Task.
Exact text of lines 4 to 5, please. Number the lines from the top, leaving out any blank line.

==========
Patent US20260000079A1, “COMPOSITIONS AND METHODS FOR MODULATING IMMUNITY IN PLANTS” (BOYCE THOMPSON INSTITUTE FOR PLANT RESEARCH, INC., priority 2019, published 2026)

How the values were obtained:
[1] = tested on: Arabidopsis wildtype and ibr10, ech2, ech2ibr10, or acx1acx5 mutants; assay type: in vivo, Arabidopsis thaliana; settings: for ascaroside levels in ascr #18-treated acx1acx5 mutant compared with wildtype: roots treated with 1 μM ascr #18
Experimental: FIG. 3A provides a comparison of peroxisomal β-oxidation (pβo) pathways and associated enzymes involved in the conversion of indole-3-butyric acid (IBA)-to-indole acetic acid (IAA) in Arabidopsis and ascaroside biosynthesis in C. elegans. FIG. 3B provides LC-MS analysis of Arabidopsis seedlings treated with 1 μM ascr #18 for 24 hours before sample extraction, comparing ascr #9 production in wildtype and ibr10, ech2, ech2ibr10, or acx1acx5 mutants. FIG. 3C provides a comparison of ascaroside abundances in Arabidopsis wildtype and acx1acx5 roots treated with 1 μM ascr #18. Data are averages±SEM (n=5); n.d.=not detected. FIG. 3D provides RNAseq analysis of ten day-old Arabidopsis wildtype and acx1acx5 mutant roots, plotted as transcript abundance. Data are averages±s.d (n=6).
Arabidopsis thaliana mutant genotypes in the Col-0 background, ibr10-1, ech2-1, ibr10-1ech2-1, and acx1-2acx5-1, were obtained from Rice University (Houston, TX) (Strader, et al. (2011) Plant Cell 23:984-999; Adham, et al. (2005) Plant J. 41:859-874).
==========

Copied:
Experimental: FIG. 3A provides a comparison of peroxisomal β-oxidation (pβo) pathways and associated enzymes involved in the conversion of indole-3-butyric acid (IBA)-to-indole acetic acid (IAA) in Arabidopsis and ascaroside biosynthesis in C. elegans. FIG. 3B provides LC-MS analysis of Arabidopsis seedlings treated with 1 μM ascr #18 for 24 hours before sample extraction, comparing ascr #9 production in wildtype and ibr10, ech2, ech2ibr10, or acx1acx5 mutants. FIG. 3C provides a comparison of ascaroside abundances in Arabidopsis wildtype and acx1acx5 roots treated with 1 μM ascr #18. Data are averages±SEM (n=5); n.d.=not detected. FIG. 3D provides RNAseq analysis of ten day-old Arabidopsis wildtype and acx1acx5 mutant roots, plotted as transcript abundance. Data are averages±s.d (n=6).
Arabidopsis thaliana mutant genotypes in the Col-0 background, ibr10-1, ech2-1, ibr10-1ech2-1, and acx1-2acx5-1, were obtained from Rice University (Houston, TX) (Strader, et al. (2011) Plant Cell 23:984-999; Adham, et al. (2005) Plant J. 41:859-874).